I saw a therapist over this a few years later when my brother fell into the pit of hell again. She said, “You do have an identity OTHER than your brother’s keeper, Martha.” I didn’t understand “co-dependence.” I thought it was a stupid word and stupid idea. Once I understood that a sizable part of my personality was defined by helping (enabling) con-artist addicts, I got the message. Scary. Who else was I?

      My poor aunts. They were thinking of their sister (also an alcoholic). I am sure on some level they felt they’d “failed” my mom and hoped to redeem themselves with my brother. One aunt and uncle were going to pick him up at the hospital and take him to Havre. I said, “Don’t do it. He’ll hurt you.” I really meant he would HURT them physically. Still, they picked him up at the hospital and took him to the bus for Havre. I was glad they did because they saw what I MEANT. He was — to them, finally — scary. He went to Havre on the bus wearing scrubs from the hospital, slippers and my uncle’s sweater.

      • I never understood the true meaning of codependency until I was studying for my master’s to do counseling. It’s actually a term that came out of AA. Imagine a triangle with the alcoholic at one point. His dependency is alcohol, at a second point. The third point is the wife/family of the alcoholic. They know how to relate to the alcoholic only through his alcohol, which makes them also dependent on alcohol; i.e., co-dependent with him on alcohol. And the codependents are often the enablers, because they don’t know what to do with the alcoholic when he becomes sober.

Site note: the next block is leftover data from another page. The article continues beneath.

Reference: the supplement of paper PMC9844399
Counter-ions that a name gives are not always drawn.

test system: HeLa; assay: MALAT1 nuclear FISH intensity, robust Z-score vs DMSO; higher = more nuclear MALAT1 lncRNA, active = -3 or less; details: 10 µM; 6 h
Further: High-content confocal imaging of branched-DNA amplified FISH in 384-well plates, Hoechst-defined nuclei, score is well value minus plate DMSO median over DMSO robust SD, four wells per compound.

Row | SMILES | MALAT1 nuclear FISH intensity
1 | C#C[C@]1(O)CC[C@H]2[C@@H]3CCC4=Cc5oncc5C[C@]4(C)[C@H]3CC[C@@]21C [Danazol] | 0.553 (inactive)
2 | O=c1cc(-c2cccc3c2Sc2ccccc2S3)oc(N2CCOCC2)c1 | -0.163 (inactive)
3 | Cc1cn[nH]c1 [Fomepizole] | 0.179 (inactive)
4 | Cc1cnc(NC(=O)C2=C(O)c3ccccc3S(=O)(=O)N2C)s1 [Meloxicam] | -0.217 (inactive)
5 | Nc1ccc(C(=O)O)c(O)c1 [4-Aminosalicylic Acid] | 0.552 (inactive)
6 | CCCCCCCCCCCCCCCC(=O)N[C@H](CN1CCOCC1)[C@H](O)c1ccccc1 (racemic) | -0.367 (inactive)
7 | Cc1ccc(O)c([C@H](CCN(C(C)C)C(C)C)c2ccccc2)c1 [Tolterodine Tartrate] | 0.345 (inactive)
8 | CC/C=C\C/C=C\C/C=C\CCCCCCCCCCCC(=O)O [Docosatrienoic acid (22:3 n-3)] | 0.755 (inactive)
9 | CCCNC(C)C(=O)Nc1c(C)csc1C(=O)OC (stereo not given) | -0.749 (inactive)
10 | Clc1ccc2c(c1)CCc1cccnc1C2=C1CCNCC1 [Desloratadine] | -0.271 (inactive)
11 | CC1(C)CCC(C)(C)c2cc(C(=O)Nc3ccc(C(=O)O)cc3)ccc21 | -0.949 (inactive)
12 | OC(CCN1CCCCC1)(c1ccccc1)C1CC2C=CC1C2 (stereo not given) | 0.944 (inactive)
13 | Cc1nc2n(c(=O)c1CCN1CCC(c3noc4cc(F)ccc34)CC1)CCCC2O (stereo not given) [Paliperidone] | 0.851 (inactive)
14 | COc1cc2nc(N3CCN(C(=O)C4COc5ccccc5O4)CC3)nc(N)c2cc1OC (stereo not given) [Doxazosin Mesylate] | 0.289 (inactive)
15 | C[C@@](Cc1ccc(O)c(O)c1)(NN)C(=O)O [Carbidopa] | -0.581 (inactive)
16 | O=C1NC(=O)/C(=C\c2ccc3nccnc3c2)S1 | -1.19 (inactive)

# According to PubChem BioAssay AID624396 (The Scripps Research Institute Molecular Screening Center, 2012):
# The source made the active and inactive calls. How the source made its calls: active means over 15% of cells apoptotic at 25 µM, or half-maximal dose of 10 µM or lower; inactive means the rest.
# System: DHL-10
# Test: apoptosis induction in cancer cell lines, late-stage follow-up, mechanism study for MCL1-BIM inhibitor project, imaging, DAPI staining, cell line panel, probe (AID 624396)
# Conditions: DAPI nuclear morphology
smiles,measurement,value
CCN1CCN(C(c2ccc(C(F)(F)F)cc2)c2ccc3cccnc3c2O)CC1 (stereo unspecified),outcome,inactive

I’m sorry you and your family have had to deal with this. Your therapist is right–your brother’s choices do not define you unless you allow him to draw you into his dependency.

        • Until I was awakened to my role in the drama, I was defined by my brother’s choices (and my mom’s). It was my job to be on top of reality (except the reality of them) so they could be drunk with fewer consequences (enabler from birth!). In 2004 I told my brother, “Call me when you’re sober.” He never called me again. He died in 2010 and I did not know until 5 months afterward. BUT, as a friend of my Aunt’s used to say, “That’s all blood under the bridge. Are you going to have the steak and lobster, or just the steak?”

          And, other than my brother dying, the story did not end badly. The resolution was a combination of sorrow and joy and quite beautiful. Here’s the story.

    • Perfect analogy (though very, very sad). I felt guilty for being someone else. That was the biggest challenge I faced, a deep sense that I had no right to be. I’m glad you looked in that barrel. Some people do not have the courage.

        • Again — my mom did not think she had to get her act together when my dad died (he was 45) for the sake of her kids. Her take was “Well, sure he was your father, but he was MY husband.” He left her set for life so she never had to work and we were grown up, mostly (18 and 20). A couple good real estate deals after he died, and she was set to live in self-indulgent, angry and envious misery for the rest of her life. A model to me, though, of what I did not want to be when I grew up. Oh those negative examples! 🙂